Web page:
Texas Homebuyers: Is Your Future Home Toxic?

In our previous post, we covered some of the more prominent health risks that are commonly found in homes across Dallas. These health risks have the capability of causing serious health problems if they are not resolved, so it is crucial to understand what they are and where to find them before buying or building a new home.

Now, we understand that this list is fairly extensive, and the common reactions to discovering how far-reaching these products stretch are either panic or a thickening of the skin, so we’d like to address this head-on. While these products are found all over, there are also many alternative products that can be used during construction that are safe for use. This list will go across the common health risks found in homes and show where they are commonly found.

This is the third instalment in our continuing series on toxic homes. The series will cover the hidden risks, causes, and solutions to living in a toxic home. If you have found this post of use, you may want to read the rest of the series as well.

Follow the links below:

Part 1 ‒ Safety and Health Concerns when Building a Custom Home in Dallas

Part 2 ‒ Health Risks Involved when Buying a Home in Dallas

Part 3 ‒ Texas Homebuyers: Is Your Future Home Toxic?

Part 4 ‒ Texas Homebuyers: How Does a Custom Home Promote Wellbeing for Your Family?

Part 5 ‒ Texas Homebuyers: What Are the Common Indoor Causes of a Toxic Home?

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VOCs and SVOCs

VOCs and SVOCs (Volatile and Semi Volatile Organic Compounds) are emitted as gases from certain solids or liquids. They are often carcinogenic and most commonly found in substances such as:

  • Synthetic foams, commonly used for insulation or sealing
  • Paints, both indoor and outdoor. It’s important to note that the EPA regulates the VOCs in paint because of their potential to contribute to outdoor air pollution, or smog, and not because of their direct human health risks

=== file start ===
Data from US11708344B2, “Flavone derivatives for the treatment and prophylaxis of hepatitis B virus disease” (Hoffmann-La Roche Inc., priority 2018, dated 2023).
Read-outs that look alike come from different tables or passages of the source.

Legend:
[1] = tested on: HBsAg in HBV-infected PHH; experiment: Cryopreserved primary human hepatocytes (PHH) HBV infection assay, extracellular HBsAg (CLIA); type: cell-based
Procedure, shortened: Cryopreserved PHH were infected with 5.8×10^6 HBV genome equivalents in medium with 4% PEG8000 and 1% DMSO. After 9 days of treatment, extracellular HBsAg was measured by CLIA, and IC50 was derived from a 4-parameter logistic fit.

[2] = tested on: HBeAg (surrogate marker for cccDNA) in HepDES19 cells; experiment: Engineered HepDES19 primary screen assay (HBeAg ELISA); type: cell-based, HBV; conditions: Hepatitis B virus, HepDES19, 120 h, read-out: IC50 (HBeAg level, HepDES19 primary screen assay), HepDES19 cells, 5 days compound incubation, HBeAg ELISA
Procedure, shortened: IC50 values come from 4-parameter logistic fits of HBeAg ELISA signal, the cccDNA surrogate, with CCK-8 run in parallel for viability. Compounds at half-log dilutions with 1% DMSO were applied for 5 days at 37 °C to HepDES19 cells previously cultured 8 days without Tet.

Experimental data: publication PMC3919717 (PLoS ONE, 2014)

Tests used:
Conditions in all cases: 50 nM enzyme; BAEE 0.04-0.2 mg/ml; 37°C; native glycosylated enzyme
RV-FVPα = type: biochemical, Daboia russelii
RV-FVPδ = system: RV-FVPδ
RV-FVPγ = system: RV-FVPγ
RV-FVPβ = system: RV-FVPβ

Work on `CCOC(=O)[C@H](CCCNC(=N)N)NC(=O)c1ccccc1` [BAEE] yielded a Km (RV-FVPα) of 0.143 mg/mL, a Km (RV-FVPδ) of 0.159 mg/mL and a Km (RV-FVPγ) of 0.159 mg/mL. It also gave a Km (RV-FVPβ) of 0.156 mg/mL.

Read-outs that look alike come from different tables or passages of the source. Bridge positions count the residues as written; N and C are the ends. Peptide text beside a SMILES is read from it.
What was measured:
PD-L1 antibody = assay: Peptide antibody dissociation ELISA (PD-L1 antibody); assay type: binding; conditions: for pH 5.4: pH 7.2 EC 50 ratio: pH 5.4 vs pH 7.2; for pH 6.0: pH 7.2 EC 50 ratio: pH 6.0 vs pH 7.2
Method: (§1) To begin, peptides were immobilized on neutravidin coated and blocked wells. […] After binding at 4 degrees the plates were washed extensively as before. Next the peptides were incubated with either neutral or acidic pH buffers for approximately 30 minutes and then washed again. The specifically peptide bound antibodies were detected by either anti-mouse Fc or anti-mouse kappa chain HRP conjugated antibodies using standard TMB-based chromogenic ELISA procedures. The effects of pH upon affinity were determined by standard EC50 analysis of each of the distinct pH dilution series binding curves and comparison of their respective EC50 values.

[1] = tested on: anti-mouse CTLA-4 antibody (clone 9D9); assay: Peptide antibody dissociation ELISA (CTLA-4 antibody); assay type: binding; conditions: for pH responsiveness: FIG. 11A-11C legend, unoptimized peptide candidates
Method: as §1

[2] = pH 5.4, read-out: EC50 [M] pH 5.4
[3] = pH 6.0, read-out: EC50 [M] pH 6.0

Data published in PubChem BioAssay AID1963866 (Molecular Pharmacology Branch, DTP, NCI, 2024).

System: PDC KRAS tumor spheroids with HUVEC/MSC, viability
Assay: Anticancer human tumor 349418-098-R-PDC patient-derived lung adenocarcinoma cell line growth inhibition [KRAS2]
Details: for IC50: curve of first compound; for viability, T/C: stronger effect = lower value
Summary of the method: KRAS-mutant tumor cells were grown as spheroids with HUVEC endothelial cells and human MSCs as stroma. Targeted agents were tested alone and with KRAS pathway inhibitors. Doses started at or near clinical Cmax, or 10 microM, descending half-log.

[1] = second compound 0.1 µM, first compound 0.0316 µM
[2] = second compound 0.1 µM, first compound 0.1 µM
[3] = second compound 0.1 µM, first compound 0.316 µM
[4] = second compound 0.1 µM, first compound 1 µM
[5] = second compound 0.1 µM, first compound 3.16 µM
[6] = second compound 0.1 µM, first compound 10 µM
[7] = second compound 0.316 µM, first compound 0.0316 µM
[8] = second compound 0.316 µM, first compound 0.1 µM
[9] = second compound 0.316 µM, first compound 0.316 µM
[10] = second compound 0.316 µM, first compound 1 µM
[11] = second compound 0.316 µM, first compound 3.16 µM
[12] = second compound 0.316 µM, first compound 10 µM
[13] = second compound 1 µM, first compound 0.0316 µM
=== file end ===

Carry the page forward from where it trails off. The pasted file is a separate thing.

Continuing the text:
• Plastics
  • Plumbing
  • Glues and caulking
  • Drywall
  • Floor coverings
  • Furniture, especially that which involves plywood


Aldehydes are a class of chemicals, most of which are carcinogenic, that are found both in natural materials and man-made materials. Many aldehydes are hidden in the construction materials such as:

  • Plywood and Oriented Strand Board (OSB)
  • Particle Board and Medium Density Fiberboard (MDF)
  • Doors
  • Cabinets
  • Countertops
  • Furniture
  • Carpets


Mold is a furry growth caused by certain types of fungus. We’re sure that you already know what mold is - however, many people do not understand why it is harmful. Different molds can cause anything from cold-like symptoms to, in extreme cases, cancer. On top of the risk of potential illness, mold also generally infers a moisture problem, which can damage your home and its underlying structure.

While mold is not found commonly found in a newly built home, there are some materials that are much more prone to acquiring mold than others. If the materials involved in construction are not mold-resistant, common places to find mold are:

  • Anywhere around plumbing
  • Cellars or storage
  • Basements
  • Underneath sinks
  • Rafters or inside walls that have become water damaged
  • Around appliances with compressors
  • Underneath carpets
  • Around windows
  • Ceilings with water damage, especially within bathrooms or storage areas

Now that we've covered where these threats are commonly found, join us in our next post for information on how to solve common problems in a new home.

Next --> Texas Homebuyers: How Does a Custom Home Promote Wellbeing for Your Family?

Topics: Toxic Homes

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